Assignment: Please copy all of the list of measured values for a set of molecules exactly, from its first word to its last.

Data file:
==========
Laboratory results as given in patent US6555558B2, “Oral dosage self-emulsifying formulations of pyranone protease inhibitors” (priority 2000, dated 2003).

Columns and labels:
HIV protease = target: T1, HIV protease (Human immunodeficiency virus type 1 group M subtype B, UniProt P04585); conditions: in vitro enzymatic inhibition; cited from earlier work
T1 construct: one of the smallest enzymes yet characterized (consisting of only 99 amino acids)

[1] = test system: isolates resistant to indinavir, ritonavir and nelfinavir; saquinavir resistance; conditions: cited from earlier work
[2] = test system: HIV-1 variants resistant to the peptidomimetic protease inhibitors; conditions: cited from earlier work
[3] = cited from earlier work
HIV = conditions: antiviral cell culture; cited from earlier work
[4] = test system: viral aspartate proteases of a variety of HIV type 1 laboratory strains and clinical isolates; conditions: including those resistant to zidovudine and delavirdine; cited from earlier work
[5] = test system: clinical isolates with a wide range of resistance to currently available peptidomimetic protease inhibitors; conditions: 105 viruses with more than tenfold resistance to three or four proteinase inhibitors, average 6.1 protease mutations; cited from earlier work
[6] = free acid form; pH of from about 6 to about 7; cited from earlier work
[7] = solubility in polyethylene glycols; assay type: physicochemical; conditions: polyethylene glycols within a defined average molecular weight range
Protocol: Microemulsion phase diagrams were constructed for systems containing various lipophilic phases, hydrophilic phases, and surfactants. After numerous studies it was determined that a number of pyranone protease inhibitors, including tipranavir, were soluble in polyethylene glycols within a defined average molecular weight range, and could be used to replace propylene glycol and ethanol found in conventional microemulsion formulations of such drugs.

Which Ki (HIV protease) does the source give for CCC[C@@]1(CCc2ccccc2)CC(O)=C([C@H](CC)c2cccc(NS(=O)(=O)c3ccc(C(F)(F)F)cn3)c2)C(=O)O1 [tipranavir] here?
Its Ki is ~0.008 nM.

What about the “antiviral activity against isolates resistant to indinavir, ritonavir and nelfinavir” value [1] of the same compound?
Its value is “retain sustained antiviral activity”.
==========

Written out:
Laboratory results as given in patent US6555558B2, “Oral dosage self-emulsifying formulations of pyranone protease inhibitors” (priority 2000, dated 2003).

Columns and labels:
HIV protease = target: T1, HIV protease (Human immunodeficiency virus type 1 group M subtype B, UniProt P04585); conditions: in vitro enzymatic inhibition; cited from earlier work
T1 construct: one of the smallest enzymes yet characterized (consisting of only 99 amino acids)

[1] = test system: isolates resistant to indinavir, ritonavir and nelfinavir; saquinavir resistance; conditions: cited from earlier work
[2] = test system: HIV-1 variants resistant to the peptidomimetic protease inhibitors; conditions: cited from earlier work
[3] = cited from earlier work
HIV = conditions: antiviral cell culture; cited from earlier work
[4] = test system: viral aspartate proteases of a variety of HIV type 1 laboratory strains and clinical isolates; conditions: including those resistant to zidovudine and delavirdine; cited from earlier work
[5] = test system: clinical isolates with a wide range of resistance to currently available peptidomimetic protease inhibitors; conditions: 105 viruses with more than tenfold resistance to three or four proteinase inhibitors, average 6.1 protease mutations; cited from earlier work
[6] = free acid form; pH of from about 6 to about 7; cited from earlier work
[7] = solubility in polyethylene glycols; assay type: physicochemical; conditions: polyethylene glycols within a defined average molecular weight range
Protocol: Microemulsion phase diagrams were constructed for systems containing various lipophilic phases, hydrophilic phases, and surfactants. After numerous studies it was determined that a number of pyranone protease inhibitors, including tipranavir, were soluble in polyethylene glycols within a defined average molecular weight range, and could be used to replace propylene glycol and ethanol found in conventional microemulsion formulations of such drugs.

Which Ki (HIV protease) does the source give for CCC[C@@]1(CCc2ccccc2)CC(O)=C([C@H](CC)c2cccc(NS(=O)(=O)c3ccc(C(F)(F)F)cn3)c2)C(=O)O1 [tipranavir] here?
Its Ki is ~0.008 nM.

What about the “antiviral activity against isolates resistant to indinavir, ritonavir and nelfinavir” value [1] of the same compound?
Its value is “retain sustained antiviral activity”.